What is your background?
I am a proud native Texan that grew up in and around the City of Houston. I earned a bachelor’s degree in English from Texas Tech University in less than four years and moved to Dallas upon graduation. I took a position as a “writer” for a technical staffing firm then later decided to follow in my grandmother’s footsteps and become a librarian. I earned my master’s in library science at the University of North Texas and landed my first professional “librarian” position at the Business Information Center (now the “Business Library”) within SMU’s Cox School of Business.
After working as a traditional academic and public librarian for almost ten years, I moved to Maryland and began working for a digital imaging company. Within three months, I was charged with hiring and managing a small team to complete a pilot digitization project within the U. S. Copyright Office, a service unit of the Library of Congress. After the project was complete, I obtained a full-time position within Copyright’s Public Information Office. My dream job, of course, was a reference librarian position at the Library of Congress. That dream was realized in September of this year when I joined the Business Section of the Science, Technology and Business Division (ST&B) and I could not be happier!
Why did you want to work at the Library of Congress?
My graduate school advisor and mentor, Dr. William Moen, actually sparked my interest in working for the Library of Congress while I pursued my library science degree. He was among an elite group of outstanding library school graduates awarded a year-long internship at the Library. I found his stories of working at the Library with the legendary Henriette Avram, developer of the MARC standard, inspiring…and if I ever left Texas, that’s where I wanted to work. In 2009, I married my husband and moved to the D.C. area to be with him. With that move, I thought it was the perfect opportunity to try and follow in my mentor’s footsteps and get on at the Library of Congress – a mecca of sorts for me as a librarian.
How would you describe your job at the Library of Congress?
I would describe it as “always changing.” Similar to many of my colleagues, I too have held several different positions within the Library. My first job was working as a contractor managing a digitization project for the U. S. Copyright Office, where my team and I were responsible for digitizing 2.5 million assignment cards of Copyright’s physical card catalog. From there, I landed an Information Specialist position within Copyright’s Public Information Office, which required an in-depth familiarity and understanding of copyright law and regulations.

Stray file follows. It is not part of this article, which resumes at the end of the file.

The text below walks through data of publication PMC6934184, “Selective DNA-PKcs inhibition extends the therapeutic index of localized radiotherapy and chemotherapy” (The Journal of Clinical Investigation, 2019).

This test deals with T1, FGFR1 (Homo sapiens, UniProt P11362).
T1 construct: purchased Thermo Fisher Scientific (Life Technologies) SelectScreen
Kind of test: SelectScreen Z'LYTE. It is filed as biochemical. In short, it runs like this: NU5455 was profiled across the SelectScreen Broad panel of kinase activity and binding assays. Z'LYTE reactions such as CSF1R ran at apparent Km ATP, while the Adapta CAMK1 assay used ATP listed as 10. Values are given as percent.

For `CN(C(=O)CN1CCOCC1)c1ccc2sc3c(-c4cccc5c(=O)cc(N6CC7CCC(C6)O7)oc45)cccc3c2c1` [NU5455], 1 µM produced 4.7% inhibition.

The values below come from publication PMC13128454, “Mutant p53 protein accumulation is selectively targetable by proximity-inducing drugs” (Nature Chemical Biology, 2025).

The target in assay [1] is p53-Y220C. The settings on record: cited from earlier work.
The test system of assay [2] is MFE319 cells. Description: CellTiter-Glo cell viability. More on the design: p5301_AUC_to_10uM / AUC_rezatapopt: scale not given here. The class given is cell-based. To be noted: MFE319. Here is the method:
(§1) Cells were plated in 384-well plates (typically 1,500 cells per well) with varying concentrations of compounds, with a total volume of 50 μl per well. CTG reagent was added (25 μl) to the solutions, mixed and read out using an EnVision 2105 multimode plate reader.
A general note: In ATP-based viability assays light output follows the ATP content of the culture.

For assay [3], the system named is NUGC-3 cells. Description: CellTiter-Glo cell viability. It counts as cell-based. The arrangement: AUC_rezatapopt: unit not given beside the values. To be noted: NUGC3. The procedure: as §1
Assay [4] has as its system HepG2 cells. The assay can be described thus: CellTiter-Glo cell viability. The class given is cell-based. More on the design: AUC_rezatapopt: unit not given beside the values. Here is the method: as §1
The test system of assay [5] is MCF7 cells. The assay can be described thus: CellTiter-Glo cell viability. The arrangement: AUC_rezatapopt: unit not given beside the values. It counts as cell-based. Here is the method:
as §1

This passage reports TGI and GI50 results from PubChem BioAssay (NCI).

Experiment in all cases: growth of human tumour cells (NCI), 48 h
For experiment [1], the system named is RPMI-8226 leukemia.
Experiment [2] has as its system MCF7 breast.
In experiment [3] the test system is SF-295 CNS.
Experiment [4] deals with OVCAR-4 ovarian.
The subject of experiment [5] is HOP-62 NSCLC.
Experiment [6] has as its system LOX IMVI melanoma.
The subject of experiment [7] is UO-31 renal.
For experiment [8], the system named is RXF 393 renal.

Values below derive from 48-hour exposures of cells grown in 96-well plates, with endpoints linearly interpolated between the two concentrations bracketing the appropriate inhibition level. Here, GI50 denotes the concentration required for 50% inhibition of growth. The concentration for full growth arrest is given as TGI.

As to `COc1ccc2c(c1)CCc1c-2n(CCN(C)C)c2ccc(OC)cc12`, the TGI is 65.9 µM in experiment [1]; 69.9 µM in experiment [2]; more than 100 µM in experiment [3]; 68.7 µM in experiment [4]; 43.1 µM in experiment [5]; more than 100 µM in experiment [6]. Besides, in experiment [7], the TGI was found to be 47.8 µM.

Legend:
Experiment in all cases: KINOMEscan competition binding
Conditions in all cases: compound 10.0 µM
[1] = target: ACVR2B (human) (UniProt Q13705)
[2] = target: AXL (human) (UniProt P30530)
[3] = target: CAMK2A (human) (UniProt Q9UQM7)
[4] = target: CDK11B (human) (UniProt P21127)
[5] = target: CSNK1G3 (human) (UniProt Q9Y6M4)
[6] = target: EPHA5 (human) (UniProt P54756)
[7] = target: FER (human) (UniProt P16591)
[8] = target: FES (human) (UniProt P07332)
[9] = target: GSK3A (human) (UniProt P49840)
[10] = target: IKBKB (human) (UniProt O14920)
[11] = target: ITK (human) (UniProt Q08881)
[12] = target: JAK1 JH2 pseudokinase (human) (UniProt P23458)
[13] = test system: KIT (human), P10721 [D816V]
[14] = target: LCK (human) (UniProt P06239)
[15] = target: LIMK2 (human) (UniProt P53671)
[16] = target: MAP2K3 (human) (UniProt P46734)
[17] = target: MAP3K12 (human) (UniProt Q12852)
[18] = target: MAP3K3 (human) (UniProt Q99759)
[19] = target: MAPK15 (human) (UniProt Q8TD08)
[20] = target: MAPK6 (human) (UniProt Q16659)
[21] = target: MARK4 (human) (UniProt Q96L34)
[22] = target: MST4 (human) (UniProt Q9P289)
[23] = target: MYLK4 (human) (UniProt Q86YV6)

I moved to the Records, Research & Certification Section three years later, where I conducted searches and reported my findings in official reports to Copyright clients – many of whom were interested in knowing whether a work was still under copyright protection. Now, as a reference librarian in the Business Section of ST&B, I help researchers maneuver the collections and resources here at the Library and answer challenging business related questions.
Do you have a favorite Library collection or program?
Given that I spent the last four years working in the Copyright Office, I have developed a great fondness and serious appreciation for the historical collection of Copyright records, particularly those made available through the Catalog of Copyright Entries. The historical records of the U. S. Copyright Office go as far back as 1870, which is the year copyright activities were centralized within the Library of Congress. Records of registration and renewal are available to the public through a physical card catalog, which is thought to be the largest card catalog in the world.
The Catalog of Copyright Entries (CCEs) is an interesting collection because it contains the same registration and renewal information that can be found in the card catalog and has recently been digitized and made available through Internet Archive. Through the CCEs, and the records in the online Copyright public catalog, you can research the status of a work to help determine whether or not the work is still under copyright protection. Before leaving the Copyright Office, I helped develop a webinar demonstrating how to navigate and use the electronic CCE collection which can be found at http://copyright.gov/tutorials/records/cce.mp4.
If you weren’t a librarian, what would you want to be?
Based on the books, shows and movies I enjoy, I think I would want to be a detective. I was a huge fan of Encyclopedia Brown growing up and playing the board game “Clue.” Puzzles of all sorts are still a favorite pastime. I think that’s why I enjoy reference work so much – I’m continually trying to figure out what information patrons are really looking for, then tracking down the answer or resource that will provide that information. Many times, especially with business questions, the answer may be a real mystery – meaning that the answer is secret or unknown – which takes some serious detective work to come up with an alternative that meets or exceeds patron expectations.